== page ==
Powered by renewables
Halton Mill and the cohousing community next door are powered by 100 per cent renewable energy: from our solar panels and from Halton Lune Hydro – a community owned micro hydro electric plant situated on the weir five minutes down the river from the Mill, which started generating power in December 2014.
Heating is provided by a combination of solar thermal, pre-heating the water, and a large biomass boiler fueled by local wood chip. There is a district heating system which services the Mill and Lancaster Cohousing’s 41 passiv haus (energy efficient) homes which was supported by a grant from the Rural Carbon Challenge Fund (RCCF), which was set up to support community-level renewable energy projects across the north west of England. The RCCF is funded by Defra – the UK Government’s Department for Environment, Food and Rural Affairs – and the European Agricultural Fund for Rural Development. The Mill/Lancaster Cohousing complex has its own ‘private wire’ network. There is a 28kWp array of solar photovoltaic panels on the roof of the Mill, owned by Morecambe Bay Community Renewables, which also owns solar PV panels on the Cohousing homes. We are niw a net exporter of renewable energy.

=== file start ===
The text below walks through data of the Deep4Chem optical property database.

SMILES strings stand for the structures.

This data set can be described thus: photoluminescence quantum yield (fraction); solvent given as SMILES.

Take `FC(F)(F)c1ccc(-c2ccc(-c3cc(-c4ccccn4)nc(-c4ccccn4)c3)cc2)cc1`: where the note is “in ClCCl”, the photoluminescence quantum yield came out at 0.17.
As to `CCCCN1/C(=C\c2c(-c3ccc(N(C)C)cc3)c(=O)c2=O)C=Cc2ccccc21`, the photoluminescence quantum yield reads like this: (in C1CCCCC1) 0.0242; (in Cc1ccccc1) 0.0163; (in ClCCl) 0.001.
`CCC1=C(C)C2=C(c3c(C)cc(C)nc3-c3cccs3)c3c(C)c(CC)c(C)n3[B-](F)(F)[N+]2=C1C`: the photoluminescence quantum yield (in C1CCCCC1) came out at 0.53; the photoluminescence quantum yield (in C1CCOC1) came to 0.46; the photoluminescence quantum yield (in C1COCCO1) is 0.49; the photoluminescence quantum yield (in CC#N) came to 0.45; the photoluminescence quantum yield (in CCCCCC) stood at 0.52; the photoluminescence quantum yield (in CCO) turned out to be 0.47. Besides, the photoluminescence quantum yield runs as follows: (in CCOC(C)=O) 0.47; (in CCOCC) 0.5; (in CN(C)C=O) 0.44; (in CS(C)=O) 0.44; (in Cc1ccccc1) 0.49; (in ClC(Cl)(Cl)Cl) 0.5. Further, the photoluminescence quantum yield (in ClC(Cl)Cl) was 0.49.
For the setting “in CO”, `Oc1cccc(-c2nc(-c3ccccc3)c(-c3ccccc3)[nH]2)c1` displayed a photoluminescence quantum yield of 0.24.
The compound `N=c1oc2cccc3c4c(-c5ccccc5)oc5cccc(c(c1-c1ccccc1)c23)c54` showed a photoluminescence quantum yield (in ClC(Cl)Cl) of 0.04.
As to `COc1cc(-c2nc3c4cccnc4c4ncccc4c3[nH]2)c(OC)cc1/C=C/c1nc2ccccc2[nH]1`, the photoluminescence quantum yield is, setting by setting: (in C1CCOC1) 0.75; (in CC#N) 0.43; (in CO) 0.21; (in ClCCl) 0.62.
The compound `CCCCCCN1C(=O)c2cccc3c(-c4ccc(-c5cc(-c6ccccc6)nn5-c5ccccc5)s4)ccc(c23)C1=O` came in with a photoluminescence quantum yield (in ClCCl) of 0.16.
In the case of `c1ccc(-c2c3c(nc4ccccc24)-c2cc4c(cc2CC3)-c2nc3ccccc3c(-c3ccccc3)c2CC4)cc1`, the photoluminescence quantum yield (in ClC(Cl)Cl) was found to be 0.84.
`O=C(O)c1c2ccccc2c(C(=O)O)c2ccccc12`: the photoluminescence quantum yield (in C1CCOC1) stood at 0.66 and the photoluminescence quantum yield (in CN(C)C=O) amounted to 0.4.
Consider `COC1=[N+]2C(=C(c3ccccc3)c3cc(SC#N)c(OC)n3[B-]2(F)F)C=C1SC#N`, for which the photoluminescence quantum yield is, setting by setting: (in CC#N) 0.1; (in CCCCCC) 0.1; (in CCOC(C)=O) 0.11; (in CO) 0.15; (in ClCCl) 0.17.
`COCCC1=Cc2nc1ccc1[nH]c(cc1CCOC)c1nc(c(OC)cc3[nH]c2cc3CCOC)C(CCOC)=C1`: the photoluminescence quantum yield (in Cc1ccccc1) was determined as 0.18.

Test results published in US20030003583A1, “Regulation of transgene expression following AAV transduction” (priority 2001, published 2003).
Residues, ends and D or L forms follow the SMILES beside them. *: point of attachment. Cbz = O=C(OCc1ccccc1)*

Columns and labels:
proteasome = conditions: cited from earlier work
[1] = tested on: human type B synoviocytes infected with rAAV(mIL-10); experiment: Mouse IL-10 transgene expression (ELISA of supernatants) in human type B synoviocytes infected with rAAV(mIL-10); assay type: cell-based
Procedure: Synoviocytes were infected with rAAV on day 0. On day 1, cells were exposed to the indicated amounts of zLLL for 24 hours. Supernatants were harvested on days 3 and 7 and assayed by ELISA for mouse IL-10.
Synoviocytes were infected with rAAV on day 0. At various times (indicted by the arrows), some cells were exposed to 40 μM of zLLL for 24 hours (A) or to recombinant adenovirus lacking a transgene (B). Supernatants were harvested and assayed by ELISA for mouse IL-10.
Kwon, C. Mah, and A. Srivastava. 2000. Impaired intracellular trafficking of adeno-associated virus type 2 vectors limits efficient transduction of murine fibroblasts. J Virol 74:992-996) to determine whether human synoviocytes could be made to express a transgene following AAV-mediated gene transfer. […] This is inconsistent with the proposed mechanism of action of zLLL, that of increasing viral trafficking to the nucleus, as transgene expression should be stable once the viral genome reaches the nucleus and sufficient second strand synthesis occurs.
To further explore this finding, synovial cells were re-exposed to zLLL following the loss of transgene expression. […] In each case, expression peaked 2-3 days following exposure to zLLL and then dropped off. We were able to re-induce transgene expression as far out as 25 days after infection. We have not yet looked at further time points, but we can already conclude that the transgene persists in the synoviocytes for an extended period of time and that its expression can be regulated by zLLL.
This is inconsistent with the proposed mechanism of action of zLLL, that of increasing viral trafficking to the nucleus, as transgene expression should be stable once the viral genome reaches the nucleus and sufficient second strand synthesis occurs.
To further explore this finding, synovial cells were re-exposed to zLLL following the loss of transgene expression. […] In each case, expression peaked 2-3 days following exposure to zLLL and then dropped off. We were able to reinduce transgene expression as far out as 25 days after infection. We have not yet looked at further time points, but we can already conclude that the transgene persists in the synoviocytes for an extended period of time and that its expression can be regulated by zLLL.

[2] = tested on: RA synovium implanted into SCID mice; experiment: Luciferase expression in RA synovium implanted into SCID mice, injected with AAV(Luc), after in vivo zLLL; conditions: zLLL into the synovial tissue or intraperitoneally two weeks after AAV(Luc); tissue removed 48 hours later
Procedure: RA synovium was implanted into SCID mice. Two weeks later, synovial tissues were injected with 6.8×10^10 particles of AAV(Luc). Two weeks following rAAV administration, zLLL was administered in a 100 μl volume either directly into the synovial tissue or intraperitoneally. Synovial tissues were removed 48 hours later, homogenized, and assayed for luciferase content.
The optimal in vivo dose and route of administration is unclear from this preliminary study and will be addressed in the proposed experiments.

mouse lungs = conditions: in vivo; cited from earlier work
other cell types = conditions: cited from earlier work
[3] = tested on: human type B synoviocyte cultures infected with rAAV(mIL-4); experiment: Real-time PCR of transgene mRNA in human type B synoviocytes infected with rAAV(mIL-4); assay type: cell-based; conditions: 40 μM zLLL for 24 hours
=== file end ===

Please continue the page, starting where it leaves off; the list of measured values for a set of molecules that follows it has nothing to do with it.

Refurbished to save energy
A new super insulated roof, new doors and double glazed windows have been installed on the Mill to increase the building’s airtightness and heat retention.
Top rating energy performance
The refurbishment and renewables together have improved the energy efficiency of the Mill so much that it has now been awarded a top “A” Rating Energy Performance Certificate, almost unheard of for an industrial building of this age.
Halton Mill won a 2013 Less Energy Award for the most effective installation.
We have won two awards jointly with Lancaster Cohousing:
- The 2014 Observer Ethical Award for the most inspiring Community Energy project
- The 2014 Community Energy UK Award for Energy Generation Project of the Year
Halton Mill is a Terracycle recycling collection point for use by everyone.